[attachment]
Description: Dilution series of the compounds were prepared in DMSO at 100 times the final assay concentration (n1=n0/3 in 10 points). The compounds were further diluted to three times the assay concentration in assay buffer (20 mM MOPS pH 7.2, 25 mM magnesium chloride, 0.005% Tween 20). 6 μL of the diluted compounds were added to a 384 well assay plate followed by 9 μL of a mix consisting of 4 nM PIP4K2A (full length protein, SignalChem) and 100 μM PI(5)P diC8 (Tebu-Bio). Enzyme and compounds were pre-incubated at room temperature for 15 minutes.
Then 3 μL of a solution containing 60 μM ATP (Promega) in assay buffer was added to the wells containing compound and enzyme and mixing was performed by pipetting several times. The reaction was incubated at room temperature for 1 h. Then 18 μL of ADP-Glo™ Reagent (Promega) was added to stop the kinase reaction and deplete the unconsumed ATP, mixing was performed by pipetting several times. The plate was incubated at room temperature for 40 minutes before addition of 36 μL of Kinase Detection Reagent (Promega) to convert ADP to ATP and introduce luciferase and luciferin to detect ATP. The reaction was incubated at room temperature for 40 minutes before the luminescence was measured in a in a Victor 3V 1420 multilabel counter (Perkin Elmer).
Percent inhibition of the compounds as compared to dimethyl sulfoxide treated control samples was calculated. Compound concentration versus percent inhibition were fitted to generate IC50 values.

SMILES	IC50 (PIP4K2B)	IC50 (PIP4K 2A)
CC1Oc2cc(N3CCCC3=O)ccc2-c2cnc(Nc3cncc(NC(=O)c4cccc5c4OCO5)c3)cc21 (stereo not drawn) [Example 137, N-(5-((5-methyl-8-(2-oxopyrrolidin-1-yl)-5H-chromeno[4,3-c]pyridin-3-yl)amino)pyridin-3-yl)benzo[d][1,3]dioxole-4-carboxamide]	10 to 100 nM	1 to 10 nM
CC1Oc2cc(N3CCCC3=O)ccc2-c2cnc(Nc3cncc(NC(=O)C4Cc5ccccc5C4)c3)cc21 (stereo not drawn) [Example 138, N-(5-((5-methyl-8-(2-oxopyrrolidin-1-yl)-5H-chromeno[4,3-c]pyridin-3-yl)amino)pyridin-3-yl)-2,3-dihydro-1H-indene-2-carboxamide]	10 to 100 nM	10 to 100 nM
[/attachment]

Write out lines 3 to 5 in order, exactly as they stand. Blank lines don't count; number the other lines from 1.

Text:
Percent inhibition of the compounds as compared to dimethyl sulfoxide treated control samples was calculated. Compound concentration versus percent inhibition were fitted to generate IC50 values.

SMILES	IC50 (PIP4K2B)	IC50 (PIP4K 2A)
CC1Oc2cc(N3CCCC3=O)ccc2-c2cnc(Nc3cncc(NC(=O)c4cccc5c4OCO5)c3)cc21 (stereo not drawn) [Example 137, N-(5-((5-methyl-8-(2-oxopyrrolidin-1-yl)-5H-chromeno[4,3-c]pyridin-3-yl)amino)pyridin-3-yl)benzo[d][1,3]dioxole-4-carboxamide]	10 to 100 nM	1 to 10 nM